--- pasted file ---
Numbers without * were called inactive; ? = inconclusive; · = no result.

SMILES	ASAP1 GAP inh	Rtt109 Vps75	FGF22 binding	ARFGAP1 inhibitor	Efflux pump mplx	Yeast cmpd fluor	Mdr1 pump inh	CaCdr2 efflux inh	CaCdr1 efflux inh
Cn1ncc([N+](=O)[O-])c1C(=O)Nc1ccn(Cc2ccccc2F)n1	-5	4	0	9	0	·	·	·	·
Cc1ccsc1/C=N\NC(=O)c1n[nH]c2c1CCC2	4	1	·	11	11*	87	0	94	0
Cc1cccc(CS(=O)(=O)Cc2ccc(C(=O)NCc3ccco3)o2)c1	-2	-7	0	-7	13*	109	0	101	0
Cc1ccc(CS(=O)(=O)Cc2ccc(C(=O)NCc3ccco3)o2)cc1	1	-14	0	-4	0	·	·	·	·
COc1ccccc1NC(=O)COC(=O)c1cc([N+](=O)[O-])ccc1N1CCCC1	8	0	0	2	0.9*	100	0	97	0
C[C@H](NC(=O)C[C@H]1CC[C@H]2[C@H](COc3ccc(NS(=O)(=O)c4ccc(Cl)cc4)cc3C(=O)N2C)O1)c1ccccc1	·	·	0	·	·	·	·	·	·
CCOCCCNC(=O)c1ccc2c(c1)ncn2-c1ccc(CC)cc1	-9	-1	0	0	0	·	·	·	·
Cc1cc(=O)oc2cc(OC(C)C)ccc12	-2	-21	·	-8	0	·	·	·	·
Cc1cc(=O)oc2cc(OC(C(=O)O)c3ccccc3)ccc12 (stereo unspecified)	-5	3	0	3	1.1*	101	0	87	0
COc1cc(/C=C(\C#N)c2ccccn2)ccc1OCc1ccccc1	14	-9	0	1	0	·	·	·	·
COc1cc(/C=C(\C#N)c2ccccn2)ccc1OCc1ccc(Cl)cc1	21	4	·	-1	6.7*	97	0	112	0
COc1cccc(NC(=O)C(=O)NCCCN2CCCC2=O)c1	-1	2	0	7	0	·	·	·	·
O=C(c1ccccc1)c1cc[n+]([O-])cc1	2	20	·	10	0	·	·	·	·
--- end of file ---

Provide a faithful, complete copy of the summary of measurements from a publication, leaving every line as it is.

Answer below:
Numbers without * were called inactive; ? = inconclusive; · = no result.

SMILES	ASAP1 GAP inh	Rtt109 Vps75	FGF22 binding	ARFGAP1 inhibitor	Efflux pump mplx	Yeast cmpd fluor	Mdr1 pump inh	CaCdr2 efflux inh	CaCdr1 efflux inh
Cn1ncc([N+](=O)[O-])c1C(=O)Nc1ccn(Cc2ccccc2F)n1	-5	4	0	9	0	·	·	·	·
Cc1ccsc1/C=N\NC(=O)c1n[nH]c2c1CCC2	4	1	·	11	11*	87	0	94	0
Cc1cccc(CS(=O)(=O)Cc2ccc(C(=O)NCc3ccco3)o2)c1	-2	-7	0	-7	13*	109	0	101	0
Cc1ccc(CS(=O)(=O)Cc2ccc(C(=O)NCc3ccco3)o2)cc1	1	-14	0	-4	0	·	·	·	·
COc1ccccc1NC(=O)COC(=O)c1cc([N+](=O)[O-])ccc1N1CCCC1	8	0	0	2	0.9*	100	0	97	0
C[C@H](NC(=O)C[C@H]1CC[C@H]2[C@H](COc3ccc(NS(=O)(=O)c4ccc(Cl)cc4)cc3C(=O)N2C)O1)c1ccccc1	·	·	0	·	·	·	·	·	·
CCOCCCNC(=O)c1ccc2c(c1)ncn2-c1ccc(CC)cc1	-9	-1	0	0	0	·	·	·	·
Cc1cc(=O)oc2cc(OC(C)C)ccc12	-2	-21	·	-8	0	·	·	·	·
Cc1cc(=O)oc2cc(OC(C(=O)O)c3ccccc3)ccc12 (stereo unspecified)	-5	3	0	3	1.1*	101	0	87	0
COc1cc(/C=C(\C#N)c2ccccn2)ccc1OCc1ccccc1	14	-9	0	1	0	·	·	·	·
COc1cc(/C=C(\C#N)c2ccccn2)ccc1OCc1ccc(Cl)cc1	21	4	·	-1	6.7*	97	0	112	0
COc1cccc(NC(=O)C(=O)NCCCN2CCCC2=O)c1	-1	2	0	7	0	·	·	·	·
O=C(c1ccccc1)c1cc[n+]([O-])cc1	2	20	·	10	0	·	·	·	·